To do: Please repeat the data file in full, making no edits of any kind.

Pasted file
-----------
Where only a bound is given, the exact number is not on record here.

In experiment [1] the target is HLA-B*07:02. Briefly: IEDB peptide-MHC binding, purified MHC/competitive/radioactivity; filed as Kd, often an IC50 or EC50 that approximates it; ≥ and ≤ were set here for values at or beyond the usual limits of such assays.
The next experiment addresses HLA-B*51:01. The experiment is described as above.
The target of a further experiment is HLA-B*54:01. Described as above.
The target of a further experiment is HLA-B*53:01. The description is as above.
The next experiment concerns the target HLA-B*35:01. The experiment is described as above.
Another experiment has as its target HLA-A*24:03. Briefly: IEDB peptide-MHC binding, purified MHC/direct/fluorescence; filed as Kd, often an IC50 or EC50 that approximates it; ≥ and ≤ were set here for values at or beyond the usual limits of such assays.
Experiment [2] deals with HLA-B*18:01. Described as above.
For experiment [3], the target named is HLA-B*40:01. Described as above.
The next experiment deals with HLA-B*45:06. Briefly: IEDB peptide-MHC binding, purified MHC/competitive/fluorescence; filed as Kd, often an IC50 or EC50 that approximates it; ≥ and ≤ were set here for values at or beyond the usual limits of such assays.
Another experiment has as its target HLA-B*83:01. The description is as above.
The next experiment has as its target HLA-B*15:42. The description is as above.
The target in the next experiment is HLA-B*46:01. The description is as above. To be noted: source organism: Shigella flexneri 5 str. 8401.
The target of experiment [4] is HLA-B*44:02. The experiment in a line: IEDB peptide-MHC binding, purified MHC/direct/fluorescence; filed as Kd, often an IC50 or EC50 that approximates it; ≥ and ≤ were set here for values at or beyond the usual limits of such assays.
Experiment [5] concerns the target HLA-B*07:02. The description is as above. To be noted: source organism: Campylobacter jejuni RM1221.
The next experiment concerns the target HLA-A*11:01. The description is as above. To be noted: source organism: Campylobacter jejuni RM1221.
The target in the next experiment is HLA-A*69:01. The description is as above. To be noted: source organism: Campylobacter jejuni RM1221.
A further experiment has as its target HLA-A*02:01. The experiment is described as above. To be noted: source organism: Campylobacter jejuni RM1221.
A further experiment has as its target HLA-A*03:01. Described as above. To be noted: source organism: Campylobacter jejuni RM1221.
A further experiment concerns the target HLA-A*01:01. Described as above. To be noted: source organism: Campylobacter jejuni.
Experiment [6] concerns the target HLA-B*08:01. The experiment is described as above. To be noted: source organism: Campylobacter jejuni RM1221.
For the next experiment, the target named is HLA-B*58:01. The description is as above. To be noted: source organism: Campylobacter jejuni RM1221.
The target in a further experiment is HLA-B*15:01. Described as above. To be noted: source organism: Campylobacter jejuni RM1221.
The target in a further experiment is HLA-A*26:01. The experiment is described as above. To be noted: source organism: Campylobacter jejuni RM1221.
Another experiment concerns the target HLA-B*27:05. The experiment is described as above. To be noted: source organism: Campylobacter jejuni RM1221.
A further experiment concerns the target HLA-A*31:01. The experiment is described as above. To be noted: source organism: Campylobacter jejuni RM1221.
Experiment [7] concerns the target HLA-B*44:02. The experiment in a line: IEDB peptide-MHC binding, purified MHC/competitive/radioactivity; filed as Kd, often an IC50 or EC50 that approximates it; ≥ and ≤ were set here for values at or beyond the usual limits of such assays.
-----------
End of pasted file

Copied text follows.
Where only a bound is given, the exact number is not on record here.

In experiment [1] the target is HLA-B*07:02. Briefly: IEDB peptide-MHC binding, purified MHC/competitive/radioactivity; filed as Kd, often an IC50 or EC50 that approximates it; ≥ and ≤ were set here for values at or beyond the usual limits of such assays.
The next experiment addresses HLA-B*51:01. The experiment is described as above.
The target of a further experiment is HLA-B*54:01. Described as above.
The target of a further experiment is HLA-B*53:01. The description is as above.
The next experiment concerns the target HLA-B*35:01. The experiment is described as above.
Another experiment has as its target HLA-A*24:03. Briefly: IEDB peptide-MHC binding, purified MHC/direct/fluorescence; filed as Kd, often an IC50 or EC50 that approximates it; ≥ and ≤ were set here for values at or beyond the usual limits of such assays.
Experiment [2] deals with HLA-B*18:01. Described as above.
For experiment [3], the target named is HLA-B*40:01. Described as above.
The next experiment deals with HLA-B*45:06. Briefly: IEDB peptide-MHC binding, purified MHC/competitive/fluorescence; filed as Kd, often an IC50 or EC50 that approximates it; ≥ and ≤ were set here for values at or beyond the usual limits of such assays.
Another experiment has as its target HLA-B*83:01. The description is as above.
The next experiment has as its target HLA-B*15:42. The description is as above.
The target in the next experiment is HLA-B*46:01. The description is as above. To be noted: source organism: Shigella flexneri 5 str. 8401.
The target of experiment [4] is HLA-B*44:02. The experiment in a line: IEDB peptide-MHC binding, purified MHC/direct/fluorescence; filed as Kd, often an IC50 or EC50 that approximates it; ≥ and ≤ were set here for values at or beyond the usual limits of such assays.
Experiment [5] concerns the target HLA-B*07:02. The description is as above. To be noted: source organism: Campylobacter jejuni RM1221.
The next experiment concerns the target HLA-A*11:01. The description is as above. To be noted: source organism: Campylobacter jejuni RM1221.
The target in the next experiment is HLA-A*69:01. The description is as above. To be noted: source organism: Campylobacter jejuni RM1221.
A further experiment has as its target HLA-A*02:01. The experiment is described as above. To be noted: source organism: Campylobacter jejuni RM1221.
A further experiment has as its target HLA-A*03:01. Described as above. To be noted: source organism: Campylobacter jejuni RM1221.
A further experiment concerns the target HLA-A*01:01. Described as above. To be noted: source organism: Campylobacter jejuni.
Experiment [6] concerns the target HLA-B*08:01. The experiment is described as above. To be noted: source organism: Campylobacter jejuni RM1221.
For the next experiment, the target named is HLA-B*58:01. The description is as above. To be noted: source organism: Campylobacter jejuni RM1221.
The target in a further experiment is HLA-B*15:01. Described as above. To be noted: source organism: Campylobacter jejuni RM1221.
The target in a further experiment is HLA-A*26:01. The experiment is described as above. To be noted: source organism: Campylobacter jejuni RM1221.
Another experiment concerns the target HLA-B*27:05. The experiment is described as above. To be noted: source organism: Campylobacter jejuni RM1221.
A further experiment concerns the target HLA-A*31:01. The experiment is described as above. To be noted: source organism: Campylobacter jejuni RM1221.
Experiment [7] concerns the target HLA-B*44:02. The experiment in a line: IEDB peptide-MHC binding, purified MHC/competitive/radioactivity; filed as Kd, often an IC50 or EC50 that approximates it; ≥ and ≤ were set here for values at or beyond the usual limits of such assays.